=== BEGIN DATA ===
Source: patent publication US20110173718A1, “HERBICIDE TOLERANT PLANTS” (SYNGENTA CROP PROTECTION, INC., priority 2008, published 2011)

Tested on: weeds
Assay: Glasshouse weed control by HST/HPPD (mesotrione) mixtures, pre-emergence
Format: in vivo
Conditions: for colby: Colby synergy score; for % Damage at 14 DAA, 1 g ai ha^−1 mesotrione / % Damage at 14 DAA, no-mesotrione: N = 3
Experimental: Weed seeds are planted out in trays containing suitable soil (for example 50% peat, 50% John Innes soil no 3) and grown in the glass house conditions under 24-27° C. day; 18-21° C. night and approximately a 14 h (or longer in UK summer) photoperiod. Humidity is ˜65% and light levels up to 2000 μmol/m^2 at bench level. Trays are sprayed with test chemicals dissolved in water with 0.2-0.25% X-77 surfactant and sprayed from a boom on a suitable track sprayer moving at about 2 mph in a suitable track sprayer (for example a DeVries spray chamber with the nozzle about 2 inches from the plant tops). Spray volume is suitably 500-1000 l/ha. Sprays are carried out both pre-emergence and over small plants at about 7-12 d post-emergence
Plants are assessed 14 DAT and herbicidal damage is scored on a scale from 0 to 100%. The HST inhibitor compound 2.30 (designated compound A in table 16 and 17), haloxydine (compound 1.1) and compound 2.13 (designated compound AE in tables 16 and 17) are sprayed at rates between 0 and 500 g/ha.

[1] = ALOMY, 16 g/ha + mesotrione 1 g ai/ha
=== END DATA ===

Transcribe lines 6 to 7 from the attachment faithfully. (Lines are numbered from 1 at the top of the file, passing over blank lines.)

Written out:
Experimental: Weed seeds are planted out in trays containing suitable soil (for example 50% peat, 50% John Innes soil no 3) and grown in the glass house conditions under 24-27° C. day; 18-21° C. night and approximately a 14 h (or longer in UK summer) photoperiod. Humidity is ˜65% and light levels up to 2000 μmol/m^2 at bench level. Trays are sprayed with test chemicals dissolved in water with 0.2-0.25% X-77 surfactant and sprayed from a boom on a suitable track sprayer moving at about 2 mph in a suitable track sprayer (for example a DeVries spray chamber with the nozzle about 2 inches from the plant tops). Spray volume is suitably 500-1000 l/ha. Sprays are carried out both pre-emergence and over small plants at about 7-12 d post-emergence
Plants are assessed 14 DAT and herbicidal damage is scored on a scale from 0 to 100%. The HST inhibitor compound 2.30 (designated compound A in table 16 and 17), haloxydine (compound 1.1) and compound 2.13 (designated compound AE in tables 16 and 17) are sprayed at rates between 0 and 500 g/ha.